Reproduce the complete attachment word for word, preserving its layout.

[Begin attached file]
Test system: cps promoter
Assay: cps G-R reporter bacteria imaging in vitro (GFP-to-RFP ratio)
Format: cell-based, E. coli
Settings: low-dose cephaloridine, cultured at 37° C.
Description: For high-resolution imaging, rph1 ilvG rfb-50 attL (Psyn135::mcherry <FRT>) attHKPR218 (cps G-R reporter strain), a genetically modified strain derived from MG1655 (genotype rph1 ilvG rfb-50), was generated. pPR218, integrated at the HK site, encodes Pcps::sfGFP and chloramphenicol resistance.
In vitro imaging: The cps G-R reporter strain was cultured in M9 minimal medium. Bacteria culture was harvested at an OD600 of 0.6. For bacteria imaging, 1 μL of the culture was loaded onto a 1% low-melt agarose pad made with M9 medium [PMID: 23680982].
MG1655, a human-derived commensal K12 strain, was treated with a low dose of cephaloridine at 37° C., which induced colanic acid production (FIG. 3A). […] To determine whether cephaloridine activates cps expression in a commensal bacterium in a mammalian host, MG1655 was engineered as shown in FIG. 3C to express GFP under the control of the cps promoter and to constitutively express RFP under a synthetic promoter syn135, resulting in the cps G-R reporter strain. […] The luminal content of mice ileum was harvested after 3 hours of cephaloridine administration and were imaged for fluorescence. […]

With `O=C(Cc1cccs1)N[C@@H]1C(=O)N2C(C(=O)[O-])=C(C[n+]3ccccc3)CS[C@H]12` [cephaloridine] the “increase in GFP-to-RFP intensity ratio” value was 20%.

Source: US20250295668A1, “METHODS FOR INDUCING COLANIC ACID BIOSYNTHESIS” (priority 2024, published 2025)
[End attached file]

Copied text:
Test system: cps promoter
Assay: cps G-R reporter bacteria imaging in vitro (GFP-to-RFP ratio)
Format: cell-based, E. coli
Settings: low-dose cephaloridine, cultured at 37° C.
Description: For high-resolution imaging, rph1 ilvG rfb-50 attL (Psyn135::mcherry <FRT>) attHKPR218 (cps G-R reporter strain), a genetically modified strain derived from MG1655 (genotype rph1 ilvG rfb-50), was generated. pPR218, integrated at the HK site, encodes Pcps::sfGFP and chloramphenicol resistance.
In vitro imaging: The cps G-R reporter strain was cultured in M9 minimal medium. Bacteria culture was harvested at an OD600 of 0.6. For bacteria imaging, 1 μL of the culture was loaded onto a 1% low-melt agarose pad made with M9 medium [PMID: 23680982].
MG1655, a human-derived commensal K12 strain, was treated with a low dose of cephaloridine at 37° C., which induced colanic acid production (FIG. 3A). […] To determine whether cephaloridine activates cps expression in a commensal bacterium in a mammalian host, MG1655 was engineered as shown in FIG. 3C to express GFP under the control of the cps promoter and to constitutively express RFP under a synthetic promoter syn135, resulting in the cps G-R reporter strain. […] The luminal content of mice ileum was harvested after 3 hours of cephaloridine administration and were imaged for fluorescence. […]

With `O=C(Cc1cccs1)N[C@@H]1C(=O)N2C(C(=O)[O-])=C(C[n+]3ccccc3)CS[C@H]12` [cephaloridine] the “increase in GFP-to-RFP intensity ratio” value was 20%.

Source: US20250295668A1, “METHODS FOR INDUCING COLANIC ACID BIOSYNTHESIS” (priority 2024, published 2025)